Humans og Impact Hub is a series of interviews with some of our members. We ask them questions about their start-up, what motivates them, their challenges, how impact hub helps their endeavours and where they see themselves in five years time.
This week we chat to Kathrine from Folkelig.
Folkelig is a public health initiative that exists to make it easy for people to take care of their own health, close to where they live. Folkelig currently has two projects underway; Gategym and Smaksverkstedet. We spoke with Kathrine and this is what she had to say:
What motivated you to start Folkelig?
The idea to Folkelig started some years ago, while studying Public Health at Bergen University College. I learnt a lot about how to design and implement projects that could empower people to improve their health and quality of life, but I also realized that even though there is a great need for structured and effective public health projects like this, especially in local communities, the jobs to make this happen were lacking. There’s a few positions in the public sector, but mostly for coordinating existing projects. At the same time I was convinced that not all public health projects should be an initiative from the public sector, and that there was a possibility and a need for someone on “the outside” that could implement and innovate on this field in cooperation with both public health coordinators, government, organizations, local communities and businesses. With this in mind, Ingrid Fardal and I started Folkelig. Ingrid just decided to take a break from the company, to pursue other areas within public health, but Margrethe Vikan Sæbø will be working together with me from now on, adding some new energy and creativity to the company.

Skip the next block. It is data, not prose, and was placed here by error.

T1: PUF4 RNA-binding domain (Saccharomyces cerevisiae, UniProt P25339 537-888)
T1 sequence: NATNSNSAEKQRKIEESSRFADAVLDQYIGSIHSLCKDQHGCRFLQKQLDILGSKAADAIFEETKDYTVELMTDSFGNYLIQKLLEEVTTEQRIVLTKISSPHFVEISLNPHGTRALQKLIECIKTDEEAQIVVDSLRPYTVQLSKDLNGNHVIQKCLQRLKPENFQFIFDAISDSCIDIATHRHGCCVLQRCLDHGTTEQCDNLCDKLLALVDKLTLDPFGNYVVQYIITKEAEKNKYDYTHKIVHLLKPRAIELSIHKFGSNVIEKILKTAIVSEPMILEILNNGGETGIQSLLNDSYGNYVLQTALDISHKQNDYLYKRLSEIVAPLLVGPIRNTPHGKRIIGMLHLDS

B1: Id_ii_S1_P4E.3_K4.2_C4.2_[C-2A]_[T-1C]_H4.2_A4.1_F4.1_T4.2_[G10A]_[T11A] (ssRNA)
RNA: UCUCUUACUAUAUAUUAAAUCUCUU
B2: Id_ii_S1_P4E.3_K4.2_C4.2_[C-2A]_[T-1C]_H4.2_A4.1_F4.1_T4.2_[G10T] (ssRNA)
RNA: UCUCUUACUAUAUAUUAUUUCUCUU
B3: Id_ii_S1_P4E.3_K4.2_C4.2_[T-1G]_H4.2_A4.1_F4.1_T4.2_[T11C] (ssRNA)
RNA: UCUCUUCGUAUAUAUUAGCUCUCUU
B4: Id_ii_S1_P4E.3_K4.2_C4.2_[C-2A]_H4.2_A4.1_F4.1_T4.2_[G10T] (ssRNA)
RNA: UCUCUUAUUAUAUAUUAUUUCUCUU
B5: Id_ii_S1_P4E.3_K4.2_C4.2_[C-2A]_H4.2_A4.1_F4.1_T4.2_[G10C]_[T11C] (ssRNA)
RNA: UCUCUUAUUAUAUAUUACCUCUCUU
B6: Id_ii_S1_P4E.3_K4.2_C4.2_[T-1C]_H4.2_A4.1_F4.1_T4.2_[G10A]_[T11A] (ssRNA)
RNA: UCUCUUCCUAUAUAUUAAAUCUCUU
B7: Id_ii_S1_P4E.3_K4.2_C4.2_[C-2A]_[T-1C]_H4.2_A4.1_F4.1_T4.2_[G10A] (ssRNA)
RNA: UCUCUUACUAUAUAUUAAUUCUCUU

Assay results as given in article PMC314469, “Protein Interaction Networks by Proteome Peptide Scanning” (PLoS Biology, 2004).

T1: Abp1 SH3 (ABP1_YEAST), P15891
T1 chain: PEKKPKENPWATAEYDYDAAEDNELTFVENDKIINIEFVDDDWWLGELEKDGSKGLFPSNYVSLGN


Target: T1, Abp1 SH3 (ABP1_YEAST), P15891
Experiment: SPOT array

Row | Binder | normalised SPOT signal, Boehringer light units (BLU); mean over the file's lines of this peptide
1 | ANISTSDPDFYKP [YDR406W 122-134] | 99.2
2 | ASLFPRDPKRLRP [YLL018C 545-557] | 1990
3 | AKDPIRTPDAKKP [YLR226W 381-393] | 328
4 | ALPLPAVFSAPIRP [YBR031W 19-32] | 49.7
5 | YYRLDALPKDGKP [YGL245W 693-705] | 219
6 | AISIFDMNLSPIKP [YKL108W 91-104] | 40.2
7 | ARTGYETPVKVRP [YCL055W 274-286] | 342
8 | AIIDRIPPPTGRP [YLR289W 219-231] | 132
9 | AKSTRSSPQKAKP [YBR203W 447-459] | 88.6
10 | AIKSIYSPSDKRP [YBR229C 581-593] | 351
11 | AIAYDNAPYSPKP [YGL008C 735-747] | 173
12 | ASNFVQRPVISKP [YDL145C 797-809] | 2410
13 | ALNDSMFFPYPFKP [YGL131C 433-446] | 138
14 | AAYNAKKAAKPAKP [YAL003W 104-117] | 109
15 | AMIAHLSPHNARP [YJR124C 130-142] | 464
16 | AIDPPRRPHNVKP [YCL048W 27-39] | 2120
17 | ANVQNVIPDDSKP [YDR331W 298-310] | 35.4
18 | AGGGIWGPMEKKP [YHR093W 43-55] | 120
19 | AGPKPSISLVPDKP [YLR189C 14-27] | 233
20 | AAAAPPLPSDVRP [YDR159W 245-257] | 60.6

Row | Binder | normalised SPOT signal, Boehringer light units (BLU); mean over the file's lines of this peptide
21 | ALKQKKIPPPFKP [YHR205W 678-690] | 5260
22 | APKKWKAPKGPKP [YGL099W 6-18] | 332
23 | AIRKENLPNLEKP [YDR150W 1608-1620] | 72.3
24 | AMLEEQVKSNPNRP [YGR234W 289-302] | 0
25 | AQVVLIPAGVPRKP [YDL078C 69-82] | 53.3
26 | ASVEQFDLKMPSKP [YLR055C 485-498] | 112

What has been your biggest challenge?
There are lots of challenges, but one of the biggest challenges has been to “fall between two stools” when it comes to funding. On one hand we are registered as a normal ‘Ltd.’ company, which makes us too scary for some organisations to work with and for funds to give grants, and on the other side we don’t have a product that is easy to scale and are not enough focused on profit to get any funding as a “normal” startup. On the other hand, this has made us focus a lot on our business model from the very beginning, trying to find a sustainable revenue stream.
Why did you choose a co-working space?
At a co-working space like the Impact HUB Bergen, we get access to programs, seminars and courses to help us build our skills as entrepreneurs, and to reach our goals for social impact. But we also get to be part of a great social community of other entrepreneurs, which gives us inspiration, network, feedback, knowledge and courage to build our ideas.
Tell us about your latest initiatives with Folkelig.
This fall I have been part of an accelerator for social entrepreneurs, with Reach for Change Norway and Ferd Sosiale Entreprenører where I had the chance to focus more on how to scale up one of our projects – Smaksverkstedet. In the next months you’ll hopefully see some more of this taking shape.
Where do you see Folkelig in 2020?
I’d like to see both Smaksverkstedet and Gategym spreading out to several regions, creating social impact at a national level. Hopefully, we’lll also be a bigger team working to develop new public health projects together with different organisations, but still with the same goal of building health-promoting communities and reducing socioeconomic differences in health.